I mean, John, going back for a moment to Syria, though, I think it's important, the distinction, the point Hala makes, the distinction between Libya and Syria has a lot to do with the fact that the Arab league, the countries in the Gulf are afraid of getting into a proxy war with Iran.

Remember, Iran is the single largest funder of Hezbollah, the terrorist group that resides in safety inside Syria. It is also supported by the Assad regime. Nobody, not the U.S., not the west, and not the Gulf Arabs want to get into some proxy war in Syria.

So I think that's part of what you're seeing, their reluctance to be pulled into a conflict in Syria.

KING: That is a fascinating story. We need to keep our eyes on Fran Townsend and Hala Gorani. Appreciate your help tonight. Up next here are the top headlines of the day including the CIA Director Leon Panetta makes a surprise visit to Pakistan.

And later, presidential politics with a rising star in the Republican field, maybe you've heard of him, maybe not. Herman Cain, he'll be live right here with us.


KING: Welcome back, here's the latest news you need to know right now. CIA director Leon Panetta is in Pakistan right now. His first visit there since the United States raid that killed Osama Bin Laden. A U.S. official tells CNN Panetta plans to reiterate the U.S. commitment to cooperate with Pakistan in the fight against al Qaeda.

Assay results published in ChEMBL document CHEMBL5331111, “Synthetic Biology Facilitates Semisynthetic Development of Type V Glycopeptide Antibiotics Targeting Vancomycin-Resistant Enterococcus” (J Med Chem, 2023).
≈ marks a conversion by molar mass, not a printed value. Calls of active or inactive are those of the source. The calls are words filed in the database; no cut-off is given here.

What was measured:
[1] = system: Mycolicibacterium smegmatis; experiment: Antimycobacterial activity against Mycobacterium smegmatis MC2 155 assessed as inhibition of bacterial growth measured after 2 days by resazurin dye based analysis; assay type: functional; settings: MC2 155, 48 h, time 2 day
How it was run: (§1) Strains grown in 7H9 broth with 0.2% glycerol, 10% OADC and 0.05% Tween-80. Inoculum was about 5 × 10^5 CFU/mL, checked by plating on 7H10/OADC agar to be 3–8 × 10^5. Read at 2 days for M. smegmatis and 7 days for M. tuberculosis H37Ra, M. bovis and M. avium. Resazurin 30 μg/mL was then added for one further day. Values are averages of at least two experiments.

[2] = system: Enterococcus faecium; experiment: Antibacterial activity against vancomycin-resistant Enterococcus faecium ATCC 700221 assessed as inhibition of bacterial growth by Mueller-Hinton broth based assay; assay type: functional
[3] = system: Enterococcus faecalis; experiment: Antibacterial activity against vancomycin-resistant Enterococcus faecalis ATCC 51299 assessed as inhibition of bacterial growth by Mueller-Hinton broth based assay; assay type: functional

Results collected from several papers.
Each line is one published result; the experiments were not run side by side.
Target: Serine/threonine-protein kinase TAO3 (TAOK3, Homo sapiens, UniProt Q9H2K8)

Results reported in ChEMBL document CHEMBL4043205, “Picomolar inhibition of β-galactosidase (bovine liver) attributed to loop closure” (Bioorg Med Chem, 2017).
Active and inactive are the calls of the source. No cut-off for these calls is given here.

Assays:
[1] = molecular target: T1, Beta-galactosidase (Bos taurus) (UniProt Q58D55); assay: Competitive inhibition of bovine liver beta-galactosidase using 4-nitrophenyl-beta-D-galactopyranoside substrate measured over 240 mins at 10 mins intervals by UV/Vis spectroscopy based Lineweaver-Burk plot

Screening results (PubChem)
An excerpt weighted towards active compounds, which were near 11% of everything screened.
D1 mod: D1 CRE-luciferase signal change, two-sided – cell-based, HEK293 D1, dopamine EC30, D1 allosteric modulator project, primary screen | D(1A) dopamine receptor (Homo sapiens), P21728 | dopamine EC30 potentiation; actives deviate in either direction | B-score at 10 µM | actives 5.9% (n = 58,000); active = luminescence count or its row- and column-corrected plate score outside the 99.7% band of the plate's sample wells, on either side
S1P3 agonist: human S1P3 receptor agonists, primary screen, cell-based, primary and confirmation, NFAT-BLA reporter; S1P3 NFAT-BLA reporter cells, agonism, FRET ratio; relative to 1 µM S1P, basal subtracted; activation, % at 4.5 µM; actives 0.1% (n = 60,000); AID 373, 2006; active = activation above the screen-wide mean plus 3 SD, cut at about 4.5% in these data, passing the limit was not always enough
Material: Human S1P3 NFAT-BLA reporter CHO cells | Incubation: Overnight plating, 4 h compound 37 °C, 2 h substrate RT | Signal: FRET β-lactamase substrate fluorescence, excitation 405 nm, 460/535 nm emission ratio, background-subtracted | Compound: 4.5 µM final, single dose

Power company that's serve Arizona spent today making contingency plans in case wildfires forced them to close down major supply lines. Now if that happens, customers in south eastern New Mexico and El Paso, Texas, could see rolling blackouts.

A rare fungus has infected eight people injured in the Joplin, Missouri tornado. Three of them have died. The Center for Disease Control and Prevention is studying those cases.

Up next here, one of the reasons we're right here in New Hampshire tonight. We're here for a presidential debate Monday night.

Seven contenders for the Republican presidential nomination will join us on this beautiful college campus here in Manchester, New Hampshire. One of them is the surprise in this race -- he's gone from zero percent to 10 percent in national polls like that. His name is Herman Cain. He's a businessman from Georgia.

He'll be with us live right after the break.